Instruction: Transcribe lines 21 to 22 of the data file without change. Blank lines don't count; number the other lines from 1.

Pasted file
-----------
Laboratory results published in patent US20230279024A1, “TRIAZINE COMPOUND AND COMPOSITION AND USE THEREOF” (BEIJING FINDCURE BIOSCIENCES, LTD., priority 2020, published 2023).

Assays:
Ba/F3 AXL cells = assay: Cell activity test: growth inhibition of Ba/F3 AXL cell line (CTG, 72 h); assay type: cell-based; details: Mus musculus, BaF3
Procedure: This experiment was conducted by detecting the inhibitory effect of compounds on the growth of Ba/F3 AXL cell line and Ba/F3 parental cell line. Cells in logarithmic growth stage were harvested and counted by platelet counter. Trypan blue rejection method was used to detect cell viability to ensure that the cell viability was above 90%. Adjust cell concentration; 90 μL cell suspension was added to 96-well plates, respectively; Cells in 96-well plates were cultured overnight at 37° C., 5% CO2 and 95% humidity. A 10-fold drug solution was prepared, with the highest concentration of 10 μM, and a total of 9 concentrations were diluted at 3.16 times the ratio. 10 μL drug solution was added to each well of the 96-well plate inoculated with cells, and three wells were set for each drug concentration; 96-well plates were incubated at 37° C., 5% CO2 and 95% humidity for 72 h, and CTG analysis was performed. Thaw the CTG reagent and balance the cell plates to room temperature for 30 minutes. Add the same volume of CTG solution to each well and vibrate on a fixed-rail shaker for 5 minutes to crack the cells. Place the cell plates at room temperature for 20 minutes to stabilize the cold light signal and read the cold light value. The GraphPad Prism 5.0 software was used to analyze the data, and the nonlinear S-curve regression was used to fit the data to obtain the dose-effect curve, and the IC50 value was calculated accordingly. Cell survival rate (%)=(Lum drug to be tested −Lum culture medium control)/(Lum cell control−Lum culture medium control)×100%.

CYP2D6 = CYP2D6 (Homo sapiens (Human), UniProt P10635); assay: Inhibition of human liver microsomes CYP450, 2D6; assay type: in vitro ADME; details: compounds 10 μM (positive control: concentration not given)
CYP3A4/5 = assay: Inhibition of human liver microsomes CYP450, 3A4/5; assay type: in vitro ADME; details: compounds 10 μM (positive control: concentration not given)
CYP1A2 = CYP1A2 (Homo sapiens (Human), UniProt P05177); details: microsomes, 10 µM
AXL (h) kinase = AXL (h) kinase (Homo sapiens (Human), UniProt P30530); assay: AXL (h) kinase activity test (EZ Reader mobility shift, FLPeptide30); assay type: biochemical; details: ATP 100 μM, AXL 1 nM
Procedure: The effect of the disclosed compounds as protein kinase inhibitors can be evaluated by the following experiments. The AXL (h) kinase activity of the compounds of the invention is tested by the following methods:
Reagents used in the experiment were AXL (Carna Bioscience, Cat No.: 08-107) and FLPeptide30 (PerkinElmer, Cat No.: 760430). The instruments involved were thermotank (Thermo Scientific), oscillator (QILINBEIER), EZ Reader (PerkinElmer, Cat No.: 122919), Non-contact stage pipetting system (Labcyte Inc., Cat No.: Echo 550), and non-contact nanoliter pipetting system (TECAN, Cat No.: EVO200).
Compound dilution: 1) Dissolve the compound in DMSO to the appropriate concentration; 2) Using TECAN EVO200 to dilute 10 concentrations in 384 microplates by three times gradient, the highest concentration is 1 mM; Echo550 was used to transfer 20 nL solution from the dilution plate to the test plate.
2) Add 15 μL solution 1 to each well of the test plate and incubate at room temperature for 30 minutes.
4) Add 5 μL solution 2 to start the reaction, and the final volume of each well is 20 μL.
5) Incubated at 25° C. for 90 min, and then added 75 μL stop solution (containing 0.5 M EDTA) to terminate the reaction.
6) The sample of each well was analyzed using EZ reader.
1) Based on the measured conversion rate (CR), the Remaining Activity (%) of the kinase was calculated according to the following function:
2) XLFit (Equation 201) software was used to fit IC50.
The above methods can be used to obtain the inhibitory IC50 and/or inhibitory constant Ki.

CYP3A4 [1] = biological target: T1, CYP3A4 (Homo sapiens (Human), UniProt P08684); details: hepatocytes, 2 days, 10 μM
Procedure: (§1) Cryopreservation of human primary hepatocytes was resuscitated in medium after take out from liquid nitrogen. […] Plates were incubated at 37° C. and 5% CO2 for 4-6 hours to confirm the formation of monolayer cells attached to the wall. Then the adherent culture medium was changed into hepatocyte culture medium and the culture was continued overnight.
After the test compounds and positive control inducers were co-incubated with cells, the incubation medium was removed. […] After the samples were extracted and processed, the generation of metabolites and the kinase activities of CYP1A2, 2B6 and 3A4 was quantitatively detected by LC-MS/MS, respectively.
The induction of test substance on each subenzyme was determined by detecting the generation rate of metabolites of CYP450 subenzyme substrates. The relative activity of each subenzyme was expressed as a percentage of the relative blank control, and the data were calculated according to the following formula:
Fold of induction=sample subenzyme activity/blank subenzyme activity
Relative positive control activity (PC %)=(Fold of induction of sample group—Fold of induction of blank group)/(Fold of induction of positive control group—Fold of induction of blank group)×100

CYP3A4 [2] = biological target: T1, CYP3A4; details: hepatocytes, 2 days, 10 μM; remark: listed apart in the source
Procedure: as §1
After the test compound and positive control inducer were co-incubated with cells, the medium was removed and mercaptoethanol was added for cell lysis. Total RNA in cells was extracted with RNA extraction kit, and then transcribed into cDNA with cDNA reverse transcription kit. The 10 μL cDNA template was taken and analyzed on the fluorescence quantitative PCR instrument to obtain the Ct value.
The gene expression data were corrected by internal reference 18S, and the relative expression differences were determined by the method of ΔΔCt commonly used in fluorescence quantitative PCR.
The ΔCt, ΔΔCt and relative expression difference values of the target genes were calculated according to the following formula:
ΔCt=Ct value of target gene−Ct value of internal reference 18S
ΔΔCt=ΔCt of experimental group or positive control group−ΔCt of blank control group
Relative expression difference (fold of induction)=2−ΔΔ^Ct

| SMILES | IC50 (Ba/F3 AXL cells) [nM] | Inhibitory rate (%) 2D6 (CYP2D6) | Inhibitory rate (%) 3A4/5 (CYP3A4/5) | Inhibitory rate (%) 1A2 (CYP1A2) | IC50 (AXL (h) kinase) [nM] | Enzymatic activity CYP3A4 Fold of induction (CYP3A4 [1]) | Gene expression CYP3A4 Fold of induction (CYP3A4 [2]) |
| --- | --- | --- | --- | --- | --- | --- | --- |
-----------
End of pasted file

After the test compounds and positive control inducers were co-incubated with cells, the incubation medium was removed. […] After the samples were extracted and processed, the generation of metabolites and the kinase activities of CYP1A2, 2B6 and 3A4 was quantitatively detected by LC-MS/MS, respectively.
The induction of test substance on each subenzyme was determined by detecting the generation rate of metabolites of CYP450 subenzyme substrates. The relative activity of each subenzyme was expressed as a percentage of the relative blank control, and the data were calculated according to the following formula: